In operation, personal care article 8 of FIG. 1 is secured to outer cover 22 at front portion 10 using first fastening tab 30A, and second opposing fastening tab 30B. Second fastening tab 30B has elements of same character as first fastening tab 30A shown in FIG. 2. Thus second fastening tab 30B has a third side, a third surface on the third side having a second friction zone 34, and a second securing zone 32 on the third side adjacent the friction zone 34. In use, first and second securing zones 32, located at outboard ends of tabs 30A, 30B are secured to outer cover 22 in front portion 10. The respective friction zones 34 are located inwardly from the respective outboard edges 46 of fastening tabs 30A, 30B, and thus generally inwardly of securing zones 32.
Those skilled in the art will now see that certain modifications can be made to the invention herein disclosed with respect to the illustrated embodiments, without departing from the spirit of the instant invention. And while the invention has been described above with respect to the preferred embodiments, it will be understood that the invention is adapted to numerous rearrangements, modifications, and alterations, all such arrangements, modifications, and alterations are intended to be within the scope of the appended claims.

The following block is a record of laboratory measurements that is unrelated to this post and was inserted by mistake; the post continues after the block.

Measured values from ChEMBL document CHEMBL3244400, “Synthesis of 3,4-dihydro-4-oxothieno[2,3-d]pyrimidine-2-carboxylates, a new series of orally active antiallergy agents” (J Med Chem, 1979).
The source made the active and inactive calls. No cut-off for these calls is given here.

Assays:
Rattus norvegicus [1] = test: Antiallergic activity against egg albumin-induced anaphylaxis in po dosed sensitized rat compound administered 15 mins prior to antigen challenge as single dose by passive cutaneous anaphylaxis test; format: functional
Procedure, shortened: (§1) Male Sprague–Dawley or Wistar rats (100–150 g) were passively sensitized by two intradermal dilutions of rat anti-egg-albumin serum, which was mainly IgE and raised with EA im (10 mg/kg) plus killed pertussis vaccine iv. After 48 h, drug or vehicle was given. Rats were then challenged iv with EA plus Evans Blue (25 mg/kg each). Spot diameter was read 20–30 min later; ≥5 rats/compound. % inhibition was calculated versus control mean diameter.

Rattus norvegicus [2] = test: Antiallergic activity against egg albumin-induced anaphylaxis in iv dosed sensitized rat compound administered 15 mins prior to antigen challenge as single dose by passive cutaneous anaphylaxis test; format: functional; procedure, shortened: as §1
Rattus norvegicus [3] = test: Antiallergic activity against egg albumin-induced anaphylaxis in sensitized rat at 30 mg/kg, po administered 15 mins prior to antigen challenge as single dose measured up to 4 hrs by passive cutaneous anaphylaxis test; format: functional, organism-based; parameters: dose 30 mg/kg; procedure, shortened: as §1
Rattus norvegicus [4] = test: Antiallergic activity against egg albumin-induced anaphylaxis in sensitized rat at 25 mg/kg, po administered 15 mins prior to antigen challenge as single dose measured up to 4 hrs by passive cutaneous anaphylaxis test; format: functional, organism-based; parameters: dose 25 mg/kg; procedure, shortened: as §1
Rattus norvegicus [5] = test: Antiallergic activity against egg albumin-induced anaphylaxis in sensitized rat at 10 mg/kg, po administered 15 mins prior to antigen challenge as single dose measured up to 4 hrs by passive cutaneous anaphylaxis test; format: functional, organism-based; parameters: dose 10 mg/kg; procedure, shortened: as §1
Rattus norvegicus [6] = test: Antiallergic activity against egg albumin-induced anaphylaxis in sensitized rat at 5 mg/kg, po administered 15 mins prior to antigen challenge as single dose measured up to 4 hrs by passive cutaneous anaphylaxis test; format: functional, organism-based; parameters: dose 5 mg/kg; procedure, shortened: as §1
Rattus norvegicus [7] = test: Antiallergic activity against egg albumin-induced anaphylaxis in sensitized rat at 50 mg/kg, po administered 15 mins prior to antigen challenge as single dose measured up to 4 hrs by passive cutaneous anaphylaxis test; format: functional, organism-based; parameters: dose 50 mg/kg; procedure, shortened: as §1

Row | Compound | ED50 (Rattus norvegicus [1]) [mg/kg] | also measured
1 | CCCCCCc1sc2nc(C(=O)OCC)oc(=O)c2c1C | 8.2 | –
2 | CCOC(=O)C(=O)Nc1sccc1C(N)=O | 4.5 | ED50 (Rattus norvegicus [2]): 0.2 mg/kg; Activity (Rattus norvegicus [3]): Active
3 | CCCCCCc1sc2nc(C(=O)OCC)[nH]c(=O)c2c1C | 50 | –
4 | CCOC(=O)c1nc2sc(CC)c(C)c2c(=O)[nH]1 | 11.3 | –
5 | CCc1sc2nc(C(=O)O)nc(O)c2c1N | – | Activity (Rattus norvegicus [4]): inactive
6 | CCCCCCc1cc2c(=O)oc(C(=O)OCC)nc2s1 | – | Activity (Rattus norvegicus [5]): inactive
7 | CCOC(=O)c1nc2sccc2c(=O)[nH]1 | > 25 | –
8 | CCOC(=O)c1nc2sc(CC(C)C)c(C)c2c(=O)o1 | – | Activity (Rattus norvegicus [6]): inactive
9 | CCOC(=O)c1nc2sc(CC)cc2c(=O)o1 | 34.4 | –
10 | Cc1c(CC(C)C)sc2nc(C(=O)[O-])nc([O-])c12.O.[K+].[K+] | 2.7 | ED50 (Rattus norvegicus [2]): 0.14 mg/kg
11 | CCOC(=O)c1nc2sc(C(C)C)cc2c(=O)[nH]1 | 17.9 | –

To the extent the following claims use means plus function language, it is not meant to include there, or in the instant specification, anything not structurally equivalent to what is shown in the embodiments disclosed in the specification.
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|U.S. Classification||604/386, 2/400, 2/300, 24/304, 604/391|
|Cooperative Classification||A61F13/622, Y10T24/33|
|Aug 27, 2002||CC||Certificate of correction|
|Nov 23, 2005||FPAY||Fee payment|
Year of fee payment: 4
|Dec 18, 2009||FPAY||Fee payment|
Year of fee payment: 8
|Dec 18, 2013||FPAY||Fee payment|
Year of fee payment: 12
|Feb 3, 2015||AS||Assignment|
Owner name: KIMBERLY-CLARK WORLDWIDE, INC., WISCONSIN
Free format text: NAME CHANGE;ASSIGNOR:KIMBERLY-CLARK WORLDWIDE, INC.;REEL/FRAME:034880/0742
Effective date: 20150101